If you can do this over and over again, over time you might make a few thousand dollars.  Moreover, if you are a very astute, you can buy a used car from a distressed owner, fix it up and drive it for a year and then turn around and sell it for more than you paid for it.  Thus, unlike the vast bulk of humanity who buys cars and sells them for less as they depreciate, you can be the guy coming out ahead of the curve.  Nice work if you can get it.

But of course, this becomes a full-time job. You constantly have to scan the classified ads looking for under appreciated vehicles and know the market very well as to what market values are and what vehicles are popular.   You also have to be comfortable with taking advantage of people as well.  You have to become Lois Price and scream at people on the phone and generally behave like, well, a used car dealer, and we all know what nice people those are.  And not all of us are cut out to be so heartless and calculating.

For example, there was a lady here on the island, as Ireported before, who had her son's Nissan parked in the front yard.  The boy died at a very early age, and the mother was distraught.  Rather than selling the car, she let it sit in the driveway for almost three years until the tires were flat. It wasn't in bad shape, but it wasn't in great shape either.  One fender was badly repainted and it had some pretty bad seat covers on it.

She told me that she liked seeing the car in the driveway because it made her feel like her son was going to come home any day now.  But after several years she realized this was taking an emotional toll on her and wanted to get rid of it in a hurry.  She would have sold it for a pittance at that point.  And if I felt I wanted to take advantage of a grieving mother, I could have bought it for nearly nothing.

With a little R&R I could have sold it doubled my money, but of course that means making $1,000 which isn't really all that much money these days.   At the time, I was leaving for vacation, did you want to buy the car and have it sit in my driveway for several months.  Also I felt kind of uneasy taking advantage of this lady. And moreover there was probably somebody in the surrounding community, which is rather impoverished, who could make better use of the vehicle for their own personal transportation.  So I walked away from the deal.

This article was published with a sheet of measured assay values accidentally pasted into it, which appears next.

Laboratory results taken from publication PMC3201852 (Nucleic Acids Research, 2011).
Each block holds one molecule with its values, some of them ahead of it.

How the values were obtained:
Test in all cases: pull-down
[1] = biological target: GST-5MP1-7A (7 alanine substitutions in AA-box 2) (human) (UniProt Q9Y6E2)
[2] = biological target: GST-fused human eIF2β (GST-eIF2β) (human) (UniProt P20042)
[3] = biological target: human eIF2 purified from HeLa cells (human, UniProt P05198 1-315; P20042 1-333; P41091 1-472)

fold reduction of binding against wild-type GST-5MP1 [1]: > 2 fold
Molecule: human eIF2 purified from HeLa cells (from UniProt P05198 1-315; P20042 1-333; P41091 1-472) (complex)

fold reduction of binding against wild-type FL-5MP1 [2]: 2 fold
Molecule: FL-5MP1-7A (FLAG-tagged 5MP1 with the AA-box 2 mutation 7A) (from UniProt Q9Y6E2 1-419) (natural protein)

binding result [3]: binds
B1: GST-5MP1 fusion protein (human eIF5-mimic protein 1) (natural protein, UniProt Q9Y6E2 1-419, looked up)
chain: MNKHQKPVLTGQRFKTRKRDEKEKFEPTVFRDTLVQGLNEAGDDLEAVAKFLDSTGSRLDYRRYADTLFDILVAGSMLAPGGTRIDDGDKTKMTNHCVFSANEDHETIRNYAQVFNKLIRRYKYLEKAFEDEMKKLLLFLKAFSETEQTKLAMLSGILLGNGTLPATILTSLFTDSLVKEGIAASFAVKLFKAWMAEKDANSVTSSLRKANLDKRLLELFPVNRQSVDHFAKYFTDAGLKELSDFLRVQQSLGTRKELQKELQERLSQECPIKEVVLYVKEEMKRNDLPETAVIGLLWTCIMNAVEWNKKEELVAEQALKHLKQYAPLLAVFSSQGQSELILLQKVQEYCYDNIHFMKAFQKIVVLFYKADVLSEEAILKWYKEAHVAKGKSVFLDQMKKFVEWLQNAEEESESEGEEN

Deals like that are out there - you want to take advantage of grieving mothers?   Go right ahead.

In the realm of exotic cars, it gets more difficult.   Sure, you can find a "distressed" exotic that maybe was in a wreck or wasn't taken care of.  You can fix the problems with it like Hoovie on YouTube does.  But in the rarefied air of exotic cars, the provenance of the vehicle is all-so-important.  If you don't have complete service records, it is harder to sell the car.  And a high-mileage exotic that has been a major wreck will never be collectible, unless it was driven by Steve McQueen.   In Florida and Las Vegas and other tacky places, you see "exotic car" dealers, who have showrooms full of fancy cars.  Some of them are real gems, some of them are real fright pigs.   None are very attractively priced.   But then again, they only have to sell one or two a month to make a profit - so long as the supply of fools is never-ending, they stay in business.